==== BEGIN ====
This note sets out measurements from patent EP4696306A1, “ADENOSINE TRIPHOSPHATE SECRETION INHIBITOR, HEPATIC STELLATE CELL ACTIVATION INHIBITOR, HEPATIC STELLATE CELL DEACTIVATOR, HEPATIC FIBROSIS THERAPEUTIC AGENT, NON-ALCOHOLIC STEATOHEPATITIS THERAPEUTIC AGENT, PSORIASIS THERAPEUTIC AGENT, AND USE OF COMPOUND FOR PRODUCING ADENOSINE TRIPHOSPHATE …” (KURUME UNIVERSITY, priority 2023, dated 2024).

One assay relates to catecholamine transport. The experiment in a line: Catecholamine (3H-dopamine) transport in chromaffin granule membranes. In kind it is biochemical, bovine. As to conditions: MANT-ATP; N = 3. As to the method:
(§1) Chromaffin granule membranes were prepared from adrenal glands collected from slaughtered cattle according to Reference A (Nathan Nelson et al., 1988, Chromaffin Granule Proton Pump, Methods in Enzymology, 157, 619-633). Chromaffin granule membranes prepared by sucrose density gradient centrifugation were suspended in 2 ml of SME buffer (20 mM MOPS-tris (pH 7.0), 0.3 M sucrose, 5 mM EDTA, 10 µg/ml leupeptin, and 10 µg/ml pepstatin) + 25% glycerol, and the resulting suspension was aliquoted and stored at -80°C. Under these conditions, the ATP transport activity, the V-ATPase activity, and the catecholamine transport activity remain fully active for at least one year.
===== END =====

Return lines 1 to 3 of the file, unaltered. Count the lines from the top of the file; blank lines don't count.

This note sets out measurements from patent EP4696306A1, “ADENOSINE TRIPHOSPHATE SECRETION INHIBITOR, HEPATIC STELLATE CELL ACTIVATION INHIBITOR, HEPATIC STELLATE CELL DEACTIVATOR, HEPATIC FIBROSIS THERAPEUTIC AGENT, NON-ALCOHOLIC STEATOHEPATITIS THERAPEUTIC AGENT, PSORIASIS THERAPEUTIC AGENT, AND USE OF COMPOUND FOR PRODUCING ADENOSINE TRIPHOSPHATE …” (KURUME UNIVERSITY, priority 2023, dated 2024).

One assay relates to catecholamine transport. The experiment in a line: Catecholamine (3H-dopamine) transport in chromaffin granule membranes. In kind it is biochemical, bovine. As to conditions: MANT-ATP; N = 3. As to the method:
(§1) Chromaffin granule membranes were prepared from adrenal glands collected from slaughtered cattle according to Reference A (Nathan Nelson et al., 1988, Chromaffin Granule Proton Pump, Methods in Enzymology, 157, 619-633). Chromaffin granule membranes prepared by sucrose density gradient centrifugation were suspended in 2 ml of SME buffer (20 mM MOPS-tris (pH 7.0), 0.3 M sucrose, 5 mM EDTA, 10 µg/ml leupeptin, and 10 µg/ml pepstatin) + 25% glycerol, and the resulting suspension was aliquoted and stored at -80°C. Under these conditions, the ATP transport activity, the V-ATPase activity, and the catecholamine transport activity remain fully active for at least one year.